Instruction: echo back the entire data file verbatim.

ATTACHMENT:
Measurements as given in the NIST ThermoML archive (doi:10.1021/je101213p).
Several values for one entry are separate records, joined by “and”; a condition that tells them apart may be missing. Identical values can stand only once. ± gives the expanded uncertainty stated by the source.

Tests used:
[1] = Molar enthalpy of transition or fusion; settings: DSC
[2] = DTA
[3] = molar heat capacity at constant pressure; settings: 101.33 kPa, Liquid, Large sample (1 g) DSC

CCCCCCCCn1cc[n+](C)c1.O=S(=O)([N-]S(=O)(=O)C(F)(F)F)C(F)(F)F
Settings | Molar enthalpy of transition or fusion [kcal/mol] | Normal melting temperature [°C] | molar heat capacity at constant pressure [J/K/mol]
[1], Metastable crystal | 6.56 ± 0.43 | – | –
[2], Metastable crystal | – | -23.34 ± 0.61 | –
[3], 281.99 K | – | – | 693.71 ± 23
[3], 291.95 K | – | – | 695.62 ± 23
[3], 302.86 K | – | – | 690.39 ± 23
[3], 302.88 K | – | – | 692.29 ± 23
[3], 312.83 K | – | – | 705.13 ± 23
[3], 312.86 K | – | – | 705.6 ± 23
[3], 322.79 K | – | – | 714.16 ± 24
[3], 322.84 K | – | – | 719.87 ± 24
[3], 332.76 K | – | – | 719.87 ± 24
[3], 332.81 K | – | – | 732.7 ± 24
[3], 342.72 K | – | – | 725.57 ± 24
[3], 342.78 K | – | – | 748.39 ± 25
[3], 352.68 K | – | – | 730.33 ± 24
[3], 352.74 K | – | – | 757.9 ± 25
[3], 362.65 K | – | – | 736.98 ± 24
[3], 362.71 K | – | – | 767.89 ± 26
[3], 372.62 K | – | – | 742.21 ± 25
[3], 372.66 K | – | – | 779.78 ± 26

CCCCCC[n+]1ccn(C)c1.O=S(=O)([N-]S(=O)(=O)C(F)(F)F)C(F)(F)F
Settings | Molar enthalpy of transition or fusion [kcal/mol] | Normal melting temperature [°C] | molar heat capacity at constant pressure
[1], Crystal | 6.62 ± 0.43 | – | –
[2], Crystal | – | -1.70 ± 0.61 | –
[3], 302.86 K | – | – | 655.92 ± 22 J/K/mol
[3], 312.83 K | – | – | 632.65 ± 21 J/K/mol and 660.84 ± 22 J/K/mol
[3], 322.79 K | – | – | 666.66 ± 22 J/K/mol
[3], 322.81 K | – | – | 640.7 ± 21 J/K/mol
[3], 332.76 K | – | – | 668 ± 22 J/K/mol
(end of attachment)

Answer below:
Measurements as given in the NIST ThermoML archive (doi:10.1021/je101213p).
Several values for one entry are separate records, joined by “and”; a condition that tells them apart may be missing. Identical values can stand only once. ± gives the expanded uncertainty stated by the source.

Tests used:
[1] = Molar enthalpy of transition or fusion; settings: DSC
[2] = DTA
[3] = molar heat capacity at constant pressure; settings: 101.33 kPa, Liquid, Large sample (1 g) DSC

CCCCCCCCn1cc[n+](C)c1.O=S(=O)([N-]S(=O)(=O)C(F)(F)F)C(F)(F)F
Settings | Molar enthalpy of transition or fusion [kcal/mol] | Normal melting temperature [°C] | molar heat capacity at constant pressure [J/K/mol]
[1], Metastable crystal | 6.56 ± 0.43 | – | –
[2], Metastable crystal | – | -23.34 ± 0.61 | –
[3], 281.99 K | – | – | 693.71 ± 23
[3], 291.95 K | – | – | 695.62 ± 23
[3], 302.86 K | – | – | 690.39 ± 23
[3], 302.88 K | – | – | 692.29 ± 23
[3], 312.83 K | – | – | 705.13 ± 23
[3], 312.86 K | – | – | 705.6 ± 23
[3], 322.79 K | – | – | 714.16 ± 24
[3], 322.84 K | – | – | 719.87 ± 24
[3], 332.76 K | – | – | 719.87 ± 24
[3], 332.81 K | – | – | 732.7 ± 24
[3], 342.72 K | – | – | 725.57 ± 24
[3], 342.78 K | – | – | 748.39 ± 25
[3], 352.68 K | – | – | 730.33 ± 24
[3], 352.74 K | – | – | 757.9 ± 25
[3], 362.65 K | – | – | 736.98 ± 24
[3], 362.71 K | – | – | 767.89 ± 26
[3], 372.62 K | – | – | 742.21 ± 25
[3], 372.66 K | – | – | 779.78 ± 26

CCCCCC[n+]1ccn(C)c1.O=S(=O)([N-]S(=O)(=O)C(F)(F)F)C(F)(F)F
Settings | Molar enthalpy of transition or fusion [kcal/mol] | Normal melting temperature [°C] | molar heat capacity at constant pressure
[1], Crystal | 6.62 ± 0.43 | – | –
[2], Crystal | – | -1.70 ± 0.61 | –
[3], 302.86 K | – | – | 655.92 ± 22 J/K/mol
[3], 312.83 K | – | – | 632.65 ± 21 J/K/mol and 660.84 ± 22 J/K/mol
[3], 322.79 K | – | – | 666.66 ± 22 J/K/mol
[3], 322.81 K | – | – | 640.7 ± 21 J/K/mol
[3], 332.76 K | – | – | 668 ± 22 J/K/mol